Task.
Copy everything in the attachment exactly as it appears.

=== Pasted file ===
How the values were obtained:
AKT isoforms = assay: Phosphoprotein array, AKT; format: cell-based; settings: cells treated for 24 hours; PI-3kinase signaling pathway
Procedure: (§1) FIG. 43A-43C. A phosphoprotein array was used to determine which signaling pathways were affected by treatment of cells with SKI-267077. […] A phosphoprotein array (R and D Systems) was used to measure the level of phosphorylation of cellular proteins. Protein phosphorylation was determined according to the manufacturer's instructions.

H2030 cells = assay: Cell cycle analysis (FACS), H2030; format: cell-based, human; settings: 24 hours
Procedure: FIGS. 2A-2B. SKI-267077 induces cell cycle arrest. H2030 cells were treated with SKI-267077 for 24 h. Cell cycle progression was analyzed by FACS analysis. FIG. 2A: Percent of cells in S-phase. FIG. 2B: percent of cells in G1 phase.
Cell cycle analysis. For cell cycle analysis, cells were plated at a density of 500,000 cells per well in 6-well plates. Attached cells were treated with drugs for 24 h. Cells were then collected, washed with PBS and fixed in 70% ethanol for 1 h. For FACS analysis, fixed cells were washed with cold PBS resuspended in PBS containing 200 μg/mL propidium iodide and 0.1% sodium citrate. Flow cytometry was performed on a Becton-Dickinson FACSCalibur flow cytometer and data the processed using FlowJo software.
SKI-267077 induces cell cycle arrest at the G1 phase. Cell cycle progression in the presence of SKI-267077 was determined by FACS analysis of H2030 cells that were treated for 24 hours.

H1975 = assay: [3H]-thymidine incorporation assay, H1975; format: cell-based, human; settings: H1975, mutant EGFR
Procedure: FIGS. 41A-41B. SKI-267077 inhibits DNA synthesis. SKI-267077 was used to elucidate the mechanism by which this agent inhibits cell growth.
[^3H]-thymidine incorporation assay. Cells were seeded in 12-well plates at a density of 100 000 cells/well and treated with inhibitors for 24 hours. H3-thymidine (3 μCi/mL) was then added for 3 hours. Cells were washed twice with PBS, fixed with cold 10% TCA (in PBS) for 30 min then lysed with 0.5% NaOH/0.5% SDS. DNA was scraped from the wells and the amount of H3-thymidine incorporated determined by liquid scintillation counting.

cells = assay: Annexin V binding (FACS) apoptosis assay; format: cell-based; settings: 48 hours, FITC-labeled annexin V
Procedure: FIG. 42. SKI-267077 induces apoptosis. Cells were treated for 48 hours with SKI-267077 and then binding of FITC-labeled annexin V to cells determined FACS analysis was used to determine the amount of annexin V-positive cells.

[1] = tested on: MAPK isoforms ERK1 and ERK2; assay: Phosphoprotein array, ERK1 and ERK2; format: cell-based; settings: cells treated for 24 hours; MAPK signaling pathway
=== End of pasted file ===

How the values were obtained:
AKT isoforms = assay: Phosphoprotein array, AKT; format: cell-based; settings: cells treated for 24 hours; PI-3kinase signaling pathway
Procedure: (§1) FIG. 43A-43C. A phosphoprotein array was used to determine which signaling pathways were affected by treatment of cells with SKI-267077. […] A phosphoprotein array (R and D Systems) was used to measure the level of phosphorylation of cellular proteins. Protein phosphorylation was determined according to the manufacturer's instructions.

H2030 cells = assay: Cell cycle analysis (FACS), H2030; format: cell-based, human; settings: 24 hours
Procedure: FIGS. 2A-2B. SKI-267077 induces cell cycle arrest. H2030 cells were treated with SKI-267077 for 24 h. Cell cycle progression was analyzed by FACS analysis. FIG. 2A: Percent of cells in S-phase. FIG. 2B: percent of cells in G1 phase.
Cell cycle analysis. For cell cycle analysis, cells were plated at a density of 500,000 cells per well in 6-well plates. Attached cells were treated with drugs for 24 h. Cells were then collected, washed with PBS and fixed in 70% ethanol for 1 h. For FACS analysis, fixed cells were washed with cold PBS resuspended in PBS containing 200 μg/mL propidium iodide and 0.1% sodium citrate. Flow cytometry was performed on a Becton-Dickinson FACSCalibur flow cytometer and data the processed using FlowJo software.
SKI-267077 induces cell cycle arrest at the G1 phase. Cell cycle progression in the presence of SKI-267077 was determined by FACS analysis of H2030 cells that were treated for 24 hours.

H1975 = assay: [3H]-thymidine incorporation assay, H1975; format: cell-based, human; settings: H1975, mutant EGFR
Procedure: FIGS. 41A-41B. SKI-267077 inhibits DNA synthesis. SKI-267077 was used to elucidate the mechanism by which this agent inhibits cell growth.
[^3H]-thymidine incorporation assay. Cells were seeded in 12-well plates at a density of 100 000 cells/well and treated with inhibitors for 24 hours. H3-thymidine (3 μCi/mL) was then added for 3 hours. Cells were washed twice with PBS, fixed with cold 10% TCA (in PBS) for 30 min then lysed with 0.5% NaOH/0.5% SDS. DNA was scraped from the wells and the amount of H3-thymidine incorporated determined by liquid scintillation counting.

cells = assay: Annexin V binding (FACS) apoptosis assay; format: cell-based; settings: 48 hours, FITC-labeled annexin V
Procedure: FIG. 42. SKI-267077 induces apoptosis. Cells were treated for 48 hours with SKI-267077 and then binding of FITC-labeled annexin V to cells determined FACS analysis was used to determine the amount of annexin V-positive cells.

[1] = tested on: MAPK isoforms ERK1 and ERK2; assay: Phosphoprotein array, ERK1 and ERK2; format: cell-based; settings: cells treated for 24 hours; MAPK signaling pathway